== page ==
Thursday, January 17, 2019


    So no doubt everyone's heard that the corporate cornballs at Gillette have jumped on the male-bashing bandwagon and produced a virtue-signalling ad at the expense of most of its consumer base. Not that these corporate oligarchs care anymore about consumers anyway. There are plenty of NPC snowflake-boys---with more hair on their chins than their chests---who can keep Gillette domestically competitive with the company's foreign monopolies.

    Gillette itself is a subsidiary of Wall Street transnational Proctor and Gamble. These are the same jokers who produced a controversial 2017 ad encouraging Black hatred of the police and fomenting racial division. Many saw a subtle misandry in that ad as well. But that's not the only time that P&G has been embroiled in scandal. In 2011, they were heavily sanctioned by the European Union for getting caught running a price-fixing scheme. Despite the company's virtue-signalling, they were exposed in 2016 profiting off slave-labor plantations in Indonesia. 

     The corporation is also heavily invested in political lobbying. They retain 30 lobbyists inside the Beltway---22 of whom are ex-government officials. They spend about $3 million annually on lobbying alone. Most of their contributions go to Democrats; and a whopping 43 Congressmen and Senators are invested in P&G stocks. Hillary Clinton received $60,000 from P&G in 2016.

    The Board of Directors at P&G too is filled with this kind of political detritus. Among them are Frank Blake, former head legal adviser to the EPA; Angela Braly, former healthcare lobbyist, named by various business journals as the 4th Most Powerful Woman in America. She also sits on the Board of Exxon-Mobil and is a political ally of 'Rainbow Rex' Tillerson. 

     Amy L. Chang is also Senior Vice-President of Cisco Systems, a major government contractor. Kenneth Chenault is the former CEO of American Express and one of Harvard University's Board of Overseers. He's also on Facebook's and Airbnb's Board. He was donor to Barack Obama and several other Democrats. Billionaire Scott Cook, founder of Intuit, is also a P&G Board member. Cook is also a Harvard overlord; and has a political donation record of dumping thousands on whichever politician happened to be holding power at the time. Nothing like buying favors...

     Joseph Jimenez, also of the P&G Board was head of Big Pharma megacorp, Novartis. Terry Lundgren, is formerly CEO of Macy's Department Stores and served on the Federal Reserve Board. Politically, he was allied with arch-RINO NYC Mayor Michael Bloomberg. James McNerney, former CEO of government contractors, GE and Boeing, also served on the President's Export Council under Obama. Nelson Peltz, billionaire figure in Agribusiness and close friend of the Bush Family joined in 2018. Meg Whitman, a billionaire former Republican politician turned Never-Trumper; Patricia Woertz, another Agribusiness executive; and Ernesto Zedillo, former President of Mexico who infamously attained that post after his top rival was assassinated---round out this august group.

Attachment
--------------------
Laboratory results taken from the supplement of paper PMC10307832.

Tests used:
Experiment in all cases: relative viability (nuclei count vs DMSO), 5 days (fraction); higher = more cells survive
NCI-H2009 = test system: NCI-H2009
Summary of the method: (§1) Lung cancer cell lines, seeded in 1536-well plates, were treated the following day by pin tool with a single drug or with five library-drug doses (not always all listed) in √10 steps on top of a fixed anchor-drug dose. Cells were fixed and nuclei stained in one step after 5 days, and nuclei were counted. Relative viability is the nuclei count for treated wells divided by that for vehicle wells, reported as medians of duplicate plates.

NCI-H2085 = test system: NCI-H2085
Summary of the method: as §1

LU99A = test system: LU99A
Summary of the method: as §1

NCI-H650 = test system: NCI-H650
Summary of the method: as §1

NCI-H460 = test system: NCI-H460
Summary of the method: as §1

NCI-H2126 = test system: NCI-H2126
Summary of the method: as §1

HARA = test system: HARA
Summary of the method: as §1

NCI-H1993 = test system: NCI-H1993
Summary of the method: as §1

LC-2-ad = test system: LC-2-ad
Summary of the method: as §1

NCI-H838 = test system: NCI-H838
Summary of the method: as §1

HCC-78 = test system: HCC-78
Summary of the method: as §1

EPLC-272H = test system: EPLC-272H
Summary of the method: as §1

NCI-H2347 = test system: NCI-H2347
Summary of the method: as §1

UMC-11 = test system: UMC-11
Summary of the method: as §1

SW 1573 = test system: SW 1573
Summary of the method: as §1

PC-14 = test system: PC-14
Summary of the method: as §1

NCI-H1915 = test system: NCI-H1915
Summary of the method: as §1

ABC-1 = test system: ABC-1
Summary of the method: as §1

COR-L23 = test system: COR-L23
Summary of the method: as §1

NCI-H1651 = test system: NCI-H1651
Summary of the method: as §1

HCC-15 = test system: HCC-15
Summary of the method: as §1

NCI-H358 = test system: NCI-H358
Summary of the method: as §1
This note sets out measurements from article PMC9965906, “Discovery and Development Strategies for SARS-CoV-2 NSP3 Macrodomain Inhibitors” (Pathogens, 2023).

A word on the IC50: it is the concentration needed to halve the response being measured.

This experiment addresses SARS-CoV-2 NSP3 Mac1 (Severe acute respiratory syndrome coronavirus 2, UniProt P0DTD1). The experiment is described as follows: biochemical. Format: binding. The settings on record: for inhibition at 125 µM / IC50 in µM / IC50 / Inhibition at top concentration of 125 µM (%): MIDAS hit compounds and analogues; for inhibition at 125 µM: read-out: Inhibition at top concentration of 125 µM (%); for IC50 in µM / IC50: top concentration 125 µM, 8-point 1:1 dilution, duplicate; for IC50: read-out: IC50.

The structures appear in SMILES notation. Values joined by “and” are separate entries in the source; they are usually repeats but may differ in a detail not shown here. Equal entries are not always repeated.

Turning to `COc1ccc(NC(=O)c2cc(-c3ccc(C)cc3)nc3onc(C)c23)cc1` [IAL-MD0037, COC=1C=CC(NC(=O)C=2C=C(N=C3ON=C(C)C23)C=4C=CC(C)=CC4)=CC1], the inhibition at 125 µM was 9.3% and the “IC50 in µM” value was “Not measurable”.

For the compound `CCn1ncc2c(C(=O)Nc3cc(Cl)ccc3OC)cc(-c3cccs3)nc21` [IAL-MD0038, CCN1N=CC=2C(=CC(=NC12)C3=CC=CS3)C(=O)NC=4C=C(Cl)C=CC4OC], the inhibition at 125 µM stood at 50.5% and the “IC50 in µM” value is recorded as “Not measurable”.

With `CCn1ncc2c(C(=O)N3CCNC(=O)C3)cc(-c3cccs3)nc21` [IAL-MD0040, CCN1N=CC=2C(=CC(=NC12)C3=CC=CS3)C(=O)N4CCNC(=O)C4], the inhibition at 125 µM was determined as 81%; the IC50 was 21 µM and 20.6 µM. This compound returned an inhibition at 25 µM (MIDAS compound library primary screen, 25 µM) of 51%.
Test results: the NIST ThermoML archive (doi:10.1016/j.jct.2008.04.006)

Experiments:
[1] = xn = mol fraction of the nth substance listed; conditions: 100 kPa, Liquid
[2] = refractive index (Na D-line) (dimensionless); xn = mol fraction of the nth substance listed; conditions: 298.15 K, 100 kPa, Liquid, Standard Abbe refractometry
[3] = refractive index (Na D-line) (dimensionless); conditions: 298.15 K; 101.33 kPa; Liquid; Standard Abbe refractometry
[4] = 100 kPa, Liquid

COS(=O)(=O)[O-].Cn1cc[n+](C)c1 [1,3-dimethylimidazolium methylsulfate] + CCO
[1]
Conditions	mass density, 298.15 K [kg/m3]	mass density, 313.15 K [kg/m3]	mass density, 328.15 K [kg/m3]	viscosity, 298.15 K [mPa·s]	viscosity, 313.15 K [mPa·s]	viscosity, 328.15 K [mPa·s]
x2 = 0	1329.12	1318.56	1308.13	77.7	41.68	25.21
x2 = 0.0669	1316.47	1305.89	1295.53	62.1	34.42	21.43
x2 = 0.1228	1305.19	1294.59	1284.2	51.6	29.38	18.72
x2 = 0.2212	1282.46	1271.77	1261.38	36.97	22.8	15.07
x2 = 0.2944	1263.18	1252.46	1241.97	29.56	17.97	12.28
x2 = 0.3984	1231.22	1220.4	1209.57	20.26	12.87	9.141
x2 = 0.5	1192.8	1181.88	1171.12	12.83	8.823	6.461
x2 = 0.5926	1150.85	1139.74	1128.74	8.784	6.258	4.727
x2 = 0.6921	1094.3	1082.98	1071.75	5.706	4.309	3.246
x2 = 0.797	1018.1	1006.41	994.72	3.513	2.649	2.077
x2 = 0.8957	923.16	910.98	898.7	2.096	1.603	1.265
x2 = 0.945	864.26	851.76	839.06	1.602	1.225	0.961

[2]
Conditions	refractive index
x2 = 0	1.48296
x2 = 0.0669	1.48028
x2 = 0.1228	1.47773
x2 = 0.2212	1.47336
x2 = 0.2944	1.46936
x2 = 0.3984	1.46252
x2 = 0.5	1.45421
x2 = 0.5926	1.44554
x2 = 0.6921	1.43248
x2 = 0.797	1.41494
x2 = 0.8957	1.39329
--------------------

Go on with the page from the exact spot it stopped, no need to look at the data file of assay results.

Given this backdrop of players, are we surprised at the Gillette ad? What we have here is a collection of people who've ridden the Revolving Door between Wall Street and the Deep State for so long that they have no idea what this 'toxic masculinity' they criticize even means. P&G's current CEO, David Taylor, is a career corporate bureaucrat. With what authority do any of them speak of gender relations? There is none: and we should take their opinions on the subject for what they're worth---which is nothing. 

     With the advent of the Trump Era, this type of corporate PC activism is waning in any real influence and really are nothing but the dying gasps of an Old Order, now passing into history. The days of in-your-face PC advertising---most of which were publicity stunts anyway---is over. More and more Americans are becoming less intimidated to stand up for their rights and alternatives to these virtue-signalling megacorporations are arising with the new emphasis on American entrepreneurialism. And thus the best way to fight oligarchies like P&G/Gillette is simply to go forward. 




  1. Mr. Night Wind: I work with a group of people much younger than myself. They were all claiming that the people reacting negatively to the Gillette ad were whiny and over reacting.

    I am curious: what would you say to these young men?

    I would say this: Just replace the word MEN with BLACK or JEW...If it sounds offensive - IT IS OFFENSIVE. I would follow up with Angry Harry and tell them, "If any of your wives cut your penis off tonight, the world would laugh at you - now, tell me the Gillette commercial is fine with you..."

    1. I would also turn the question around on them---I'd ask them why they believe that the Gillette ad is promoting anything socially constructive.

  2. The GILLETTE add was based on feminist bigoted views toward men. It was a feminist propaganda pamphlet promoting an anti male stereotypes no different than KKK pamphlets promoting anti black stereotypes. Considering that so many men are Gillette customers, U have to wonder about the absolute stupidity of management actually approving this commercial for television.